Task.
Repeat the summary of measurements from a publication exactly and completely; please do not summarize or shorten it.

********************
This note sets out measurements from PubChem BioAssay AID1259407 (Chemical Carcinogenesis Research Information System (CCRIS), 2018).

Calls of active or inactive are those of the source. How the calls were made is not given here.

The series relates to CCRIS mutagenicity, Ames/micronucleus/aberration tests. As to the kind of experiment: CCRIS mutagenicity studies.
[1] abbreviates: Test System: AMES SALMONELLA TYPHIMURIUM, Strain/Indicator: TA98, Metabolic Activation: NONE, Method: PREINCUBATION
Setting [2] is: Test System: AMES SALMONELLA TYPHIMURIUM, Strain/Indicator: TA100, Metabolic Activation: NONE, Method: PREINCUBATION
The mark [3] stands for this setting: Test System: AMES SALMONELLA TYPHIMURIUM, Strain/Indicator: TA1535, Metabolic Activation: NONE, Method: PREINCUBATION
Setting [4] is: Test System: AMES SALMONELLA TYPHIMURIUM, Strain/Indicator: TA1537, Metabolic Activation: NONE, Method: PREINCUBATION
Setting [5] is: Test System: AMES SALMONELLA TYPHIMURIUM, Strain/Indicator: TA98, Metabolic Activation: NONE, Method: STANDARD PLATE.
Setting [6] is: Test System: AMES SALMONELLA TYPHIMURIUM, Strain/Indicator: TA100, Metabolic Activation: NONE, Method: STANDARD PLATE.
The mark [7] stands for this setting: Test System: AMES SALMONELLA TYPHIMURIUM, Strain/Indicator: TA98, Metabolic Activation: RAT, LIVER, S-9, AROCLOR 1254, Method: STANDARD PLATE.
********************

This note sets out measurements from PubChem BioAssay AID1259407 (Chemical Carcinogenesis Research Information System (CCRIS), 2018).

Calls of active or inactive are those of the source. How the calls were made is not given here.

The series relates to CCRIS mutagenicity, Ames/micronucleus/aberration tests. As to the kind of experiment: CCRIS mutagenicity studies.
[1] abbreviates: Test System: AMES SALMONELLA TYPHIMURIUM, Strain/Indicator: TA98, Metabolic Activation: NONE, Method: PREINCUBATION
Setting [2] is: Test System: AMES SALMONELLA TYPHIMURIUM, Strain/Indicator: TA100, Metabolic Activation: NONE, Method: PREINCUBATION
The mark [3] stands for this setting: Test System: AMES SALMONELLA TYPHIMURIUM, Strain/Indicator: TA1535, Metabolic Activation: NONE, Method: PREINCUBATION
Setting [4] is: Test System: AMES SALMONELLA TYPHIMURIUM, Strain/Indicator: TA1537, Metabolic Activation: NONE, Method: PREINCUBATION
Setting [5] is: Test System: AMES SALMONELLA TYPHIMURIUM, Strain/Indicator: TA98, Metabolic Activation: NONE, Method: STANDARD PLATE.
Setting [6] is: Test System: AMES SALMONELLA TYPHIMURIUM, Strain/Indicator: TA100, Metabolic Activation: NONE, Method: STANDARD PLATE.
The mark [7] stands for this setting: Test System: AMES SALMONELLA TYPHIMURIUM, Strain/Indicator: TA98, Metabolic Activation: RAT, LIVER, S-9, AROCLOR 1254, Method: STANDARD PLATE.